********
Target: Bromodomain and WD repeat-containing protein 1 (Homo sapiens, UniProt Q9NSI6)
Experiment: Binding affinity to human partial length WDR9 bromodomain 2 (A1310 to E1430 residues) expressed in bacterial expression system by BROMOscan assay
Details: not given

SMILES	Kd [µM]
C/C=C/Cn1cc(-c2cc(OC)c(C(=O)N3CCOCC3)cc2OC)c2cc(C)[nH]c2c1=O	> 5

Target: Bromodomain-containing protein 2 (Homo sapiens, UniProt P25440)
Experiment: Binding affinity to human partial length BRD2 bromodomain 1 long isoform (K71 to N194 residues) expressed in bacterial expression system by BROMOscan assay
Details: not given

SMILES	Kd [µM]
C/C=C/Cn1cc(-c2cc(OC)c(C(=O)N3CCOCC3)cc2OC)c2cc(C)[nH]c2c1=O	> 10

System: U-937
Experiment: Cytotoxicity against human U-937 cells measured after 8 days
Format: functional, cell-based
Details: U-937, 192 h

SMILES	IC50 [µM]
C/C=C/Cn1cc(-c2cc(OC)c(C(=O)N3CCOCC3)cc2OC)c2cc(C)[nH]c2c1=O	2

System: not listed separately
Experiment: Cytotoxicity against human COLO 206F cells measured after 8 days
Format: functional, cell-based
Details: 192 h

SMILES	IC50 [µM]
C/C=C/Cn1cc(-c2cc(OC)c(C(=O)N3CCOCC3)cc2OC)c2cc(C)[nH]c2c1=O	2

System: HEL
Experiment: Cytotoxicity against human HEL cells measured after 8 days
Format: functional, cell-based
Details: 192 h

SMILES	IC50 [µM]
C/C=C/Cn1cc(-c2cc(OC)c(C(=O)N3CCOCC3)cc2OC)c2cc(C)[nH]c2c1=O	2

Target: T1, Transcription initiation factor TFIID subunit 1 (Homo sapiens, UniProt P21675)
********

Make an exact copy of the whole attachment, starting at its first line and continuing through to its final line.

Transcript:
Target: Bromodomain and WD repeat-containing protein 1 (Homo sapiens, UniProt Q9NSI6)
Experiment: Binding affinity to human partial length WDR9 bromodomain 2 (A1310 to E1430 residues) expressed in bacterial expression system by BROMOscan assay
Details: not given

SMILES	Kd [µM]
C/C=C/Cn1cc(-c2cc(OC)c(C(=O)N3CCOCC3)cc2OC)c2cc(C)[nH]c2c1=O	> 5

Target: Bromodomain-containing protein 2 (Homo sapiens, UniProt P25440)
Experiment: Binding affinity to human partial length BRD2 bromodomain 1 long isoform (K71 to N194 residues) expressed in bacterial expression system by BROMOscan assay
Details: not given

SMILES	Kd [µM]
C/C=C/Cn1cc(-c2cc(OC)c(C(=O)N3CCOCC3)cc2OC)c2cc(C)[nH]c2c1=O	> 10

System: U-937
Experiment: Cytotoxicity against human U-937 cells measured after 8 days
Format: functional, cell-based
Details: U-937, 192 h

SMILES	IC50 [µM]
C/C=C/Cn1cc(-c2cc(OC)c(C(=O)N3CCOCC3)cc2OC)c2cc(C)[nH]c2c1=O	2

System: not listed separately
Experiment: Cytotoxicity against human COLO 206F cells measured after 8 days
Format: functional, cell-based
Details: 192 h

SMILES	IC50 [µM]
C/C=C/Cn1cc(-c2cc(OC)c(C(=O)N3CCOCC3)cc2OC)c2cc(C)[nH]c2c1=O	2

System: HEL
Experiment: Cytotoxicity against human HEL cells measured after 8 days
Format: functional, cell-based
Details: 192 h

SMILES	IC50 [µM]
C/C=C/Cn1cc(-c2cc(OC)c(C(=O)N3CCOCC3)cc2OC)c2cc(C)[nH]c2c1=O	2

Target: T1, Transcription initiation factor TFIID subunit 1 (Homo sapiens, UniProt P21675)